“I could not be more proud and more humbled by the courage and dedication of my launch team.” Tory Bruno, President & CEO of @ULALaunch, explains how the spacecraft was kept clean and powered leading up to the #CountdownToMars — despite the challenges of a global pandemic:,” NASA tweeted.

Enjoy our Space UpClose gallery of launch imagery from around the Space Coast.

Atlas V Engines UpClose: Fire & Fury from 2.3 million pounds of liftoff thrust still overwhelming hurling NASA’s Mars 2020 Perseverance rover to space despite the camera lens dew – making for a psychedelic view on this NASA Astrobiology mission searching for life beyond Earth. From Space Launch Complex 41 on July 30, 2020, at Cape Canaveral Air Force Station in Florida. Credit: Ken Kremer/kenkremer.com/spaceupclose.com

The ULA Atlas V successfully delivered the Perseverance Mars 2020 mission to a hyperbolic orbit and deep space trajectory propelling the 9,000-pound (4.1-metric ton) spacecraft to almost 25,000 MPH (11 km/sec) to escape the pull of  Earth’s gravity and break free of the Home Planet for a 1 way trip to the Red Planet.

ULA Atlas V rocket with NASA’s Mars 2020 Perseverance rover onboard launches from Space Launch Complex 41 on July 30, 2020, at Cape Canaveral Air Force Station in Florida. Credit: Ken Kremer/kenkremer.com/spaceupclose.com

The 541 configuration features a RUAG made 5-meter (17 ft) diameter payload fairing (PLF) encapsulating the rover and upper stage, 4 solid rocket boosters and a single engine Centaur upper stage.

The Atlas first stage was powered by the Russian made RD AMROSS RD-180 engine fueled by cryogenic liquid oxygen (LOX) and highly refined RP-1 kerosene and four strap on AJ-60A SRBs provided by Aerojet Rocketdyne producing 2.3 million pounds of thrust.

The SRBs successfully jettisoned at 1 minute 49 seconds after liftoff – as I observed from my viewing location on the Cape – and the payload fairing at 3 minutes 29 seconds.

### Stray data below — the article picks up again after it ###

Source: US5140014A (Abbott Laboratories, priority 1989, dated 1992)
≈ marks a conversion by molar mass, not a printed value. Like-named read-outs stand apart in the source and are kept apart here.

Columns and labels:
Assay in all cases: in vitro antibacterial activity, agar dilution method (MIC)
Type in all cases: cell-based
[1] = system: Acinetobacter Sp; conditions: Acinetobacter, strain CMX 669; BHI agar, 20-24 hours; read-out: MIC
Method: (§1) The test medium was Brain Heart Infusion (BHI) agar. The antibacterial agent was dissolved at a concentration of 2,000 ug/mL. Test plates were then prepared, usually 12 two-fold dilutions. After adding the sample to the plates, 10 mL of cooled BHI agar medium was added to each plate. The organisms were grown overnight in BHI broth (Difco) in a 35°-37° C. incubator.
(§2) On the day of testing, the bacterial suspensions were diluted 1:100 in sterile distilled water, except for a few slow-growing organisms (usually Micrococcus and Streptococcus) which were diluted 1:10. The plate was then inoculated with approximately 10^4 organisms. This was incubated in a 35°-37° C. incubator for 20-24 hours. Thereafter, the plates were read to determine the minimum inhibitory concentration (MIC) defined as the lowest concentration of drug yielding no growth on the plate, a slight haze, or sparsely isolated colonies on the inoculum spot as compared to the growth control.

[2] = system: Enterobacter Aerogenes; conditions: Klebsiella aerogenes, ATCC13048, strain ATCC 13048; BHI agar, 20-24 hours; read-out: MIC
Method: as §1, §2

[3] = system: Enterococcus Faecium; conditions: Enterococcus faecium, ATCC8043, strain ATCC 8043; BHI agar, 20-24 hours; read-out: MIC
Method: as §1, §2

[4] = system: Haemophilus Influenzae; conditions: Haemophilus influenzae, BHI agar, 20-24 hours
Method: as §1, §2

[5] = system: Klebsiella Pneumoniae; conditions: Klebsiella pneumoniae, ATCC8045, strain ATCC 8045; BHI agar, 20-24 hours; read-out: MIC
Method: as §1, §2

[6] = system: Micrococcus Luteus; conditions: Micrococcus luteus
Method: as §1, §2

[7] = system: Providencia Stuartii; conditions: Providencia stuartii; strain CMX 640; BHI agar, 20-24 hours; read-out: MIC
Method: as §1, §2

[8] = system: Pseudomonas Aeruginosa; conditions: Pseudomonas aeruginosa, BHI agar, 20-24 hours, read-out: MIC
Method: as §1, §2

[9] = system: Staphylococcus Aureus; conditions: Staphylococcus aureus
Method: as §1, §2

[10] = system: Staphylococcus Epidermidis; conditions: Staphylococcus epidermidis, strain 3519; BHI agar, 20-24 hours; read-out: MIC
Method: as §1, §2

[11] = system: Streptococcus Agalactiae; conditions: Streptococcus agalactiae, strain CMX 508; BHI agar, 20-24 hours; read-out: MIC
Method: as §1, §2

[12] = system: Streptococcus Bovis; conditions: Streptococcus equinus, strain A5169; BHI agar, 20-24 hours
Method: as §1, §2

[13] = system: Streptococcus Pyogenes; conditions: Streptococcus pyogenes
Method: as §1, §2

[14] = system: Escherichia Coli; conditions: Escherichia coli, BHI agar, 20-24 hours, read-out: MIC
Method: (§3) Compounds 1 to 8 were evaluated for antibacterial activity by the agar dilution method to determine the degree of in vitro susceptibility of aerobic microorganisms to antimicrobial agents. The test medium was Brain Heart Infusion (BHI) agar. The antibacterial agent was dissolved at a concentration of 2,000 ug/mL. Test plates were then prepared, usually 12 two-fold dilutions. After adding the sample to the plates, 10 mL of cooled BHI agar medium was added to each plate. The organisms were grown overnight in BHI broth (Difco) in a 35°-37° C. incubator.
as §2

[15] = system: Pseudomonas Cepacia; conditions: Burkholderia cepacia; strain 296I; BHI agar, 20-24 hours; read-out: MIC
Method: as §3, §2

The  RL10C-1 engine powers the Centaur upper stage fueled by LOX and liquid hydrogen (LH2) producing 22,900 pounds of thrust.

The Centaur successfully fired twice at 4 minutes and 45 minutes after liftoff to put Perseverance on course for Mars after separating at 57 minutes after liftoff

Watch this cool ULA video from a rocket mounted camera:

“#MarsPerseverance on its way to the Red Planet…” tweeted Tory Bruno.

The spacecraft is healthy and power positive, reports NASA.

It had briefly entered safe mode likely “because a part of the spacecraft was a little colder than expected while Mars 2020 was in Earth’s shadow.” But has since exited and is sending good telemetry back to Earth.

“I now have good signal strength with my team back on Earth. They’re tracking my location and will keep talking to me as I cruise to Mars. go.nasa.gov/3ggbNGu #CountdownToMars,” tweeted the rover.

“Update on @NASAPersevere: We have received telemetry (detailed spacecraft data) down from the spacecraft and have also been able to send commands up to the spacecraft. Perseverance is healthy and on its way to Mars,” tweeted Bridenstine.

Back in 2011 the ULA Atlas V 541 rocket launched NASA’s older sister rover Curiosity on its 10-month, 354 million-mile journey to the surface of Mars.

Overall Perseverance is the 5th rover NASA has sent to Mars and will be the 9th mission to land on the Red Planet if all goes well.

“There is still a lot of road between us and Mars,” said John McNamee, Mars 2020 project manager at JPL, in a statement.

“About 290 million miles of them. But if there was ever a team that could make it happen, it is this one. We are going to Jezero Crater. We will see you there Feb. 18, 2021.”

After a seven month long 314 million miles (505 million kilometers) interplanetary journey Perseverance is scheduled to touch down in an area of Mars known as Jezero Crater on Feb. 18, 2021.

The 28-mile-wide (45-kilometer) crater is home to an ancient dried-up river delta and a lake that once filled it.

 

“Jezero Crater is the perfect place to search for signs of ancient life,” said Thomas Zurbuchen, associate administrator for NASA’s Science Mission Directorate at the agency’s headquarters in Washington.